From reggae to dancehall, few countries are so defined by their music as Jamaica. For its size, the country produces more music than any other place on earth, and its beats and bass lines have been drawing visitors looking for a good time for decades. So put on your dancing shoes, take a sip of rum and get ready to stay up until the small hours as we guide you around some of the island’s best nightlife.

Features - Street party in ghetto.
Attendees enjoy reggae and dancehall music at 'Passa Passa' street party in Tivoli Gardens © peeterv / Getty Images

Day one: Montego Bay

Most tourists start their trip by flying into Montego Bay, and bar hopping along the Hip Strip is an easy way to slip into the vibe. Jimmy Buffett’s Margaritaville is a perennial favorite, and while some might shy away from its cruise party atmosphere, it’s also popular with local middle-class Jamaicans. Better still, head to Pier One, Montego Bay’s most popular nightclub, for some loud rhythms to see you late into the night; dress to impress.

In Montego Bay, most hazy nights include a trip to Jimmy Buffett's Margaritaville bar. Image by Richard Cummins / Lonely Planet Images / Getty
In Montego Bay, most hazy nights include a trip to Jimmy Buffett's Margaritaville bar © Richard Cummins / Getty Images

Day two: Karaoke and Kingston’s hall of music fame

To really shake your stuff however, you’re going to have to head to Kingston. Jamaica’s capital carries something of a gritty reputation, but it’s actually a much more open and relaxed destination than the headlines might have you believe. Above all, this is a town that likes to party, and there’s something on offer every night of the week.

Kick off the party with two of Jamaica’s most famous locals. First stop: a musical pilgrimage to the Bob Marley Museum, the star’s old home and recording studio, to get you in the mood. The second stop in your search for Jamaica’s rhythm should be Usain Bolt’s sports bar Tracks & Records. This haunt of the island’s superstar is a great place to get your groove on in Kingston. If you’re there during karaoke, you might just end up staying until the last singer leaves the stage.

Features - Statue of Jamaican reggae singer and musician Bob Marley (1945-1981), Kingston, Jamaica
Bob Marley still rocking the stage in Kingston © De Agostini / V. Giannella / Getty Images

Days three, four, five... : dancehall and sound systems

For all this, what Kingston is really famous for is its sound systems: giant speaker stacks with a ‘selector’ (DJ) playing the tunes and a ‘toaster’ acting as MC to the proceedings. Part block-party, part fashion show and all-out stereo war, sound-system parties are an essential Jamaican experience. They start late in the night and go on into the early morning so you’ll need to pace yourself – don’t even think of turning up before midnight.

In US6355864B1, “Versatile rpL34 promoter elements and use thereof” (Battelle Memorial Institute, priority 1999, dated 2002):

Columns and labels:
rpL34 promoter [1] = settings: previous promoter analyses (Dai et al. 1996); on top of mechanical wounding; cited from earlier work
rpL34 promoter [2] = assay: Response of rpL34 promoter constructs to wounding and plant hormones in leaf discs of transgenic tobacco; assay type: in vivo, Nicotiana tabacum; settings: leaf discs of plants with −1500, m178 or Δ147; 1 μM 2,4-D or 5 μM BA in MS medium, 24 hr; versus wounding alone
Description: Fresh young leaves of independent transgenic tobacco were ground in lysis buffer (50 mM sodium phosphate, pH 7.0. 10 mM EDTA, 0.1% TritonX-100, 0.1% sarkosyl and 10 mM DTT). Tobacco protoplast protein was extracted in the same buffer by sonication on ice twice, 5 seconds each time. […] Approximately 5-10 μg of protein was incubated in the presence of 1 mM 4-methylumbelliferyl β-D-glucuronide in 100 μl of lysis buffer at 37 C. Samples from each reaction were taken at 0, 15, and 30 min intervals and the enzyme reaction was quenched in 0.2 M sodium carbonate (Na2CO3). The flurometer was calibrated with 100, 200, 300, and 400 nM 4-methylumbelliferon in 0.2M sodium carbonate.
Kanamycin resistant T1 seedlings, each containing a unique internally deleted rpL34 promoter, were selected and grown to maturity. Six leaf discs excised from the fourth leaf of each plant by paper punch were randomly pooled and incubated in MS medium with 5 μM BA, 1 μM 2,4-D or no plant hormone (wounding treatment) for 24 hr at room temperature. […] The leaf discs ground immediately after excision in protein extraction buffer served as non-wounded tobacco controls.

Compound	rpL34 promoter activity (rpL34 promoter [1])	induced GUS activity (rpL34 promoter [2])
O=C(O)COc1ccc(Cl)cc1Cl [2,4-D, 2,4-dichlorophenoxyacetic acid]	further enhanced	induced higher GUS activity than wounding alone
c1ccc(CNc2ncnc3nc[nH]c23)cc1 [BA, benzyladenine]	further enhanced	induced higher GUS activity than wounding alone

Lovers of dancehall – the urban electronic step-child of rootsy reggae – will want to head straight to Stone Love HQ, the studios of the legendary music producer, which hosts the classic Weddy Weddy Wednesdays sound-system night once a week (guess which day). Prepare yourself for some wild dance moves: the bent-over dutty wine dance is beloved by female dancehall fans.

In Kingston you'll be spoilt for choice for vinyl-touting DJs. Image by Christopher Pillitz / Image Bank / Getty

If instead you like your grooves served up on a vinyl platter with a heavy side-order of bass, make sure you’re in town for Sunday night. You’ll be spoiled for choice. Downtown, the best beats are to be found in Rae Town near Kingston Harbour, where the Capricorn Bar puts on its Oldies Night every week. If you think the name sounds a bit dated, bear in mind that in Jamaica oldies mean classic ska licks and sweet soul reggae. Alternatively, head uphill to the Papine skyline, where the DJs of the Kingston Dub Club  spin their discs perched high above the twinkling lights of the city below. The inclusive crowd ranges from old Rastas to young hipsters, all drawn by the bass echo of the dub-plate to what feels like the coolest house party in the Caribbean.

Sound-system parties: how to take part

There are plenty of other sound-system street parties throughout the week, many of them quite literally streets that get closed off for a night of music. Watch out for flyers and posters about town (or on social media) to know what’s on. It’s perfectly safe to attend street parties, as the neighborhoods are responsible for security and people don’t take kindly to violence spoiling the event, but it’s best to come with a local and to leave obvious valuables behind. Alternatively, hook up with a group of travelers – Kingston’s Reggae Hostel is the perfect place to meet like-minded partygoers, and the manager is an ex-dancehall promoter so can give you the lowdown on the current scene. Pre-arrange a taxi to pick you up at the end, or make sure to take the number of a radio taxi (Kingston has several reliable and trustworthy firms).

Giant speaker stacks at legendary Jamaican sound-system parties: stereo wars ensue... Image by dubdem sound system / CC BY 2.0

As well as speakers loud enough to serve as weapons of mass destruction, street parties have food stands and mobile bars to keep the energy up – Guinness or Red Stripe lager are popular, but only those with the strongest heads should go for the white over-proof rum. Watch out for the roving video crews too, on a mission to film the best-looking partygoers or the slackest dance moves – capturing unwitting tourists is popular either way, so make sure you wear your best threads.

The day after the night before

After pulling an all-nighter, you’re unlikely to get a lot of sightseeing done the next day. Sleep late and recuperate with a lazy day at Hellshire Beach, close to Kingston. Because the next night, there’ll undoubtedly be another party on. This is Jamaica, after all.

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